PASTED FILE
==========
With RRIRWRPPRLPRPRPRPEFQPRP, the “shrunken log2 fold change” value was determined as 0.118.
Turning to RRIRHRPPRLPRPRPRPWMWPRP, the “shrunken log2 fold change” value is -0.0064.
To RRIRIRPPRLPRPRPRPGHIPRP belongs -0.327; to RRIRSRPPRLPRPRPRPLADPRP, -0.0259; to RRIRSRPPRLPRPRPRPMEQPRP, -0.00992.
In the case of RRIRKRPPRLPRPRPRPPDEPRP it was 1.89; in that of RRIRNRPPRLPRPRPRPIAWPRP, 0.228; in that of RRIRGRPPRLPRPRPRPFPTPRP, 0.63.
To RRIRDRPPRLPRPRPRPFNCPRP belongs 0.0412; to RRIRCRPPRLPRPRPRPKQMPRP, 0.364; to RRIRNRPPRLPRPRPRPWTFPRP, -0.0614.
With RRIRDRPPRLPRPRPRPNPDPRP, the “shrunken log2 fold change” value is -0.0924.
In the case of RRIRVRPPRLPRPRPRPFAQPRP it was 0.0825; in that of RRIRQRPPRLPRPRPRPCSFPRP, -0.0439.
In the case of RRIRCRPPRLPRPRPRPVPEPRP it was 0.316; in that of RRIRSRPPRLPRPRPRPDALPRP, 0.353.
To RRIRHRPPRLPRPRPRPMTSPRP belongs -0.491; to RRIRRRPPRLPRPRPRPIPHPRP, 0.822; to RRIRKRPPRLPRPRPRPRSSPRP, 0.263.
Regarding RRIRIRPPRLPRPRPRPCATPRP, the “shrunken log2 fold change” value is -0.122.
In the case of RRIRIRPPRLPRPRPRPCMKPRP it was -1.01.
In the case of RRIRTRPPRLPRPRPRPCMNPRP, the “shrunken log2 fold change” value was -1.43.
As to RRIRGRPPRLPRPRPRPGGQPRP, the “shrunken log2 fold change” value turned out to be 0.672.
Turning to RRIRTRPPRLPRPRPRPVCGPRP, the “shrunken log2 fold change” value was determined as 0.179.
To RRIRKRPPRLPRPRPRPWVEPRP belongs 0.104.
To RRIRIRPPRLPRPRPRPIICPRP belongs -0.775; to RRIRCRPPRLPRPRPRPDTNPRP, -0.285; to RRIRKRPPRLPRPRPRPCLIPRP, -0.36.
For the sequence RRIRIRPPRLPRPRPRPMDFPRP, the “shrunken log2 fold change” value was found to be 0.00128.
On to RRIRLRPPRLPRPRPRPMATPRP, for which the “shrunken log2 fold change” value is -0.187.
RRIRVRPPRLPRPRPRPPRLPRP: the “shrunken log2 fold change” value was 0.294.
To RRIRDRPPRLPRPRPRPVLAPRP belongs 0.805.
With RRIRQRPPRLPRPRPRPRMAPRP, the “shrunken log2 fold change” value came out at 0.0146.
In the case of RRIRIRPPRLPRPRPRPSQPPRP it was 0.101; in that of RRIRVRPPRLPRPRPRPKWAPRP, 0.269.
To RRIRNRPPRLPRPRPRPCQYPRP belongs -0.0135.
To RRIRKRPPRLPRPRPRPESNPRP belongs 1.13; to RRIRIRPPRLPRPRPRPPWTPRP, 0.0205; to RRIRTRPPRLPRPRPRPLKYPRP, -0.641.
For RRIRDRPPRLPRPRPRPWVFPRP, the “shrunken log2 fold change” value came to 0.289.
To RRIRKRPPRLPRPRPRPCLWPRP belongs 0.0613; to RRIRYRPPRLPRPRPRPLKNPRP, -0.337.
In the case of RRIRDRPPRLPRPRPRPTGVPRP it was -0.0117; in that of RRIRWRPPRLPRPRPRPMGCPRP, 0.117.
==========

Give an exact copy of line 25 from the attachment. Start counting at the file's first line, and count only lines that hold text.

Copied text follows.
For RRIRDRPPRLPRPRPRPWVFPRP, the “shrunken log2 fold change” value came to 0.289.